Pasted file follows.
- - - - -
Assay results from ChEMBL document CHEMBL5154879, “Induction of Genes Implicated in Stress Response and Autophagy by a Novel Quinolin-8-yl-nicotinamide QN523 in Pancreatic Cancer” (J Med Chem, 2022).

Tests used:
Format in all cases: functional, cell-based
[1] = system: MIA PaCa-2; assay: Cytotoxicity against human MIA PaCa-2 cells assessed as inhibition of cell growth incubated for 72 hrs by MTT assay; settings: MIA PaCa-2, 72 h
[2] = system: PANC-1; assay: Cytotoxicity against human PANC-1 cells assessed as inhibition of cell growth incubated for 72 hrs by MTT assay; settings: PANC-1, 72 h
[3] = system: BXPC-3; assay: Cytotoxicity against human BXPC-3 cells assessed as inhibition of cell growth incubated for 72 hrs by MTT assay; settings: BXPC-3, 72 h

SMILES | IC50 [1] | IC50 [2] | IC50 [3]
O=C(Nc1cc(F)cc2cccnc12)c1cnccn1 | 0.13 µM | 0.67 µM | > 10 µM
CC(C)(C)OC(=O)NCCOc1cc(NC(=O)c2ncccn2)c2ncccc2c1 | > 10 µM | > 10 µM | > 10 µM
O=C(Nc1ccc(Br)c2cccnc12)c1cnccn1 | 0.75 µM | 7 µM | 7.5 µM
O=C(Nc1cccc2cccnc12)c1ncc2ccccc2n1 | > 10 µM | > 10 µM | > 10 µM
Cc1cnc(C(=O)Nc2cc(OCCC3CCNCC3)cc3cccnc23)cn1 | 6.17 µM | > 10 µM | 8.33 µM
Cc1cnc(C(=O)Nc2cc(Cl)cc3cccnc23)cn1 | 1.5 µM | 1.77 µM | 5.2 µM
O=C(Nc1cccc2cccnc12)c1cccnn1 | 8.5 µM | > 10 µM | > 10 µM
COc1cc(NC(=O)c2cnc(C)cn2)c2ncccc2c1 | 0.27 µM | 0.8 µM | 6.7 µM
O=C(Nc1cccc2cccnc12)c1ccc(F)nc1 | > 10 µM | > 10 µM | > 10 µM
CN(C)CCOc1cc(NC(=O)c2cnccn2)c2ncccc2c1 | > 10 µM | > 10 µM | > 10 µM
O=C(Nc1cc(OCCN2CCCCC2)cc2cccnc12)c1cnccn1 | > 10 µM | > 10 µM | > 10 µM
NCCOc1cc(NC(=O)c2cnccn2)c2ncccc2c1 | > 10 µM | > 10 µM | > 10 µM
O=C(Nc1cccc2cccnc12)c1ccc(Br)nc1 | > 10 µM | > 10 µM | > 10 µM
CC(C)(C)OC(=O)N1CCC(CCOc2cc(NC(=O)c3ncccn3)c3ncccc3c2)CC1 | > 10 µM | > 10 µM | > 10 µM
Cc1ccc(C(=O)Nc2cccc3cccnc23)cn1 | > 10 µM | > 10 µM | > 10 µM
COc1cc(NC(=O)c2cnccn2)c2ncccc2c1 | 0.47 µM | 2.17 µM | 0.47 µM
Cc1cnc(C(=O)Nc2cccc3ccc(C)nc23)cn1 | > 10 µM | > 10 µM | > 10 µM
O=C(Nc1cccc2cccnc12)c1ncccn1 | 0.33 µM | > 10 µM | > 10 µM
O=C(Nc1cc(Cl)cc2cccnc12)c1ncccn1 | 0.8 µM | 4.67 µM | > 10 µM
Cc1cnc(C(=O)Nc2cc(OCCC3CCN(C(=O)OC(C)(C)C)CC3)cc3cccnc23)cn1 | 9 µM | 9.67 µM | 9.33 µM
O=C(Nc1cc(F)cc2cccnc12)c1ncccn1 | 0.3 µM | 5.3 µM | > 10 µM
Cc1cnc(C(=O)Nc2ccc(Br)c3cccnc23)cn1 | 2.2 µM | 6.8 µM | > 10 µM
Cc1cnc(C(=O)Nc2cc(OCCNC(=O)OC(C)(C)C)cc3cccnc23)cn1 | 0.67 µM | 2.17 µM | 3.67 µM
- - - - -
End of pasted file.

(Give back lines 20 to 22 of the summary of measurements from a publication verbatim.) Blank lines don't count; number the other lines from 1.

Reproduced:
O=C(Nc1cccc2cccnc12)c1ccc(Br)nc1 | > 10 µM | > 10 µM | > 10 µM
CC(C)(C)OC(=O)N1CCC(CCOc2cc(NC(=O)c3ncccn3)c3ncccc3c2)CC1 | > 10 µM | > 10 µM | > 10 µM
Cc1ccc(C(=O)Nc2cccc3cccnc23)cn1 | > 10 µM | > 10 µM | > 10 µM